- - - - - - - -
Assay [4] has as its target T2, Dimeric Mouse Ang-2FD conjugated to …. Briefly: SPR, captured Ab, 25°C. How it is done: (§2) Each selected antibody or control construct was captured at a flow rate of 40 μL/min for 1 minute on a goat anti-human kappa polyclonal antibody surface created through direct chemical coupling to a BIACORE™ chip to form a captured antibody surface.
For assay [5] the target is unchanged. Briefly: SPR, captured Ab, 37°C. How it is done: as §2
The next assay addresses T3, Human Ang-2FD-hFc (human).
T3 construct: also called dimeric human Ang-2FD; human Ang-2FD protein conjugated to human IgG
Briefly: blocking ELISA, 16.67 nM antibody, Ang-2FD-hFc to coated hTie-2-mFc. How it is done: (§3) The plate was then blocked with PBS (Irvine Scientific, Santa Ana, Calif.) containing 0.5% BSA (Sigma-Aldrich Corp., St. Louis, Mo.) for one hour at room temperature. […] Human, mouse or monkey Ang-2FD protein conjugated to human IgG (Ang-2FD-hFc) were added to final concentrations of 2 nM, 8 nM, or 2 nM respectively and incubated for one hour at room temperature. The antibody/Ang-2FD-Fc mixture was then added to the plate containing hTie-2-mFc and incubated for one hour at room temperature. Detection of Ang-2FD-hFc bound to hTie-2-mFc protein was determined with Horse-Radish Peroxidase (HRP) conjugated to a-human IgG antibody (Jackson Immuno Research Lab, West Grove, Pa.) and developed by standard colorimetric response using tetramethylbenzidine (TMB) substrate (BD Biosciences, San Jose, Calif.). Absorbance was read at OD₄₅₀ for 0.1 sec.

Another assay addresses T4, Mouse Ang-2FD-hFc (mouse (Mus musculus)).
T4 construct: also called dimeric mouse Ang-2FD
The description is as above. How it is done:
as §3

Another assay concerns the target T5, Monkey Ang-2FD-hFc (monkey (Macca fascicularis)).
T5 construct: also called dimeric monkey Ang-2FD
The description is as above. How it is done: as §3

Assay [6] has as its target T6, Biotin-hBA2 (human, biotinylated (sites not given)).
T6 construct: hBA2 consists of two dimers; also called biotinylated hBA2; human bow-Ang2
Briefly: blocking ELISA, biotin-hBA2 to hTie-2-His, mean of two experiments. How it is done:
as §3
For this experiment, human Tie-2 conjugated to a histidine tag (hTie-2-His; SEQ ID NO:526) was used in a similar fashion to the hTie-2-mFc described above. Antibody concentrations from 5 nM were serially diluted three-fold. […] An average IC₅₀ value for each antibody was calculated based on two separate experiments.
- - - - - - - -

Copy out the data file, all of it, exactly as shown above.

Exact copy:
Assay [4] has as its target T2, Dimeric Mouse Ang-2FD conjugated to …. Briefly: SPR, captured Ab, 25°C. How it is done: (§2) Each selected antibody or control construct was captured at a flow rate of 40 μL/min for 1 minute on a goat anti-human kappa polyclonal antibody surface created through direct chemical coupling to a BIACORE™ chip to form a captured antibody surface.
For assay [5] the target is unchanged. Briefly: SPR, captured Ab, 37°C. How it is done: as §2
The next assay addresses T3, Human Ang-2FD-hFc (human).
T3 construct: also called dimeric human Ang-2FD; human Ang-2FD protein conjugated to human IgG
Briefly: blocking ELISA, 16.67 nM antibody, Ang-2FD-hFc to coated hTie-2-mFc. How it is done: (§3) The plate was then blocked with PBS (Irvine Scientific, Santa Ana, Calif.) containing 0.5% BSA (Sigma-Aldrich Corp., St. Louis, Mo.) for one hour at room temperature. […] Human, mouse or monkey Ang-2FD protein conjugated to human IgG (Ang-2FD-hFc) were added to final concentrations of 2 nM, 8 nM, or 2 nM respectively and incubated for one hour at room temperature. The antibody/Ang-2FD-Fc mixture was then added to the plate containing hTie-2-mFc and incubated for one hour at room temperature. Detection of Ang-2FD-hFc bound to hTie-2-mFc protein was determined with Horse-Radish Peroxidase (HRP) conjugated to a-human IgG antibody (Jackson Immuno Research Lab, West Grove, Pa.) and developed by standard colorimetric response using tetramethylbenzidine (TMB) substrate (BD Biosciences, San Jose, Calif.). Absorbance was read at OD₄₅₀ for 0.1 sec.

Another assay addresses T4, Mouse Ang-2FD-hFc (mouse (Mus musculus)).
T4 construct: also called dimeric mouse Ang-2FD
The description is as above. How it is done:
as §3

Another assay concerns the target T5, Monkey Ang-2FD-hFc (monkey (Macca fascicularis)).
T5 construct: also called dimeric monkey Ang-2FD
The description is as above. How it is done: as §3

Assay [6] has as its target T6, Biotin-hBA2 (human, biotinylated (sites not given)).
T6 construct: hBA2 consists of two dimers; also called biotinylated hBA2; human bow-Ang2
Briefly: blocking ELISA, biotin-hBA2 to hTie-2-His, mean of two experiments. How it is done:
as §3
For this experiment, human Tie-2 conjugated to a histidine tag (hTie-2-His; SEQ ID NO:526) was used in a similar fashion to the hTie-2-mFc described above. Antibody concentrations from 5 nM were serially diluted three-fold. […] An average IC₅₀ value for each antibody was calculated based on two separate experiments.